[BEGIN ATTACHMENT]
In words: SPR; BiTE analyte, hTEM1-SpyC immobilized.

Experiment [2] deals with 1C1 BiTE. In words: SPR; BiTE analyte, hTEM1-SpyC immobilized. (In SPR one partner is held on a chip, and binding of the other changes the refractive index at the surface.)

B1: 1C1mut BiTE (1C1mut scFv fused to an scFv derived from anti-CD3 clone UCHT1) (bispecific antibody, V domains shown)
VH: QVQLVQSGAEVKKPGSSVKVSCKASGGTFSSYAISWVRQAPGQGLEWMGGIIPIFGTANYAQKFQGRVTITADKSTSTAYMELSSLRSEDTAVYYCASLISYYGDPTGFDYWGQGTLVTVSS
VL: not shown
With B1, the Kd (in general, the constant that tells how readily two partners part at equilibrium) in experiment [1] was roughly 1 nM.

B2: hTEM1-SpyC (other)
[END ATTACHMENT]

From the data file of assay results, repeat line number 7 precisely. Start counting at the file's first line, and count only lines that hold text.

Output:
B2: hTEM1-SpyC (other)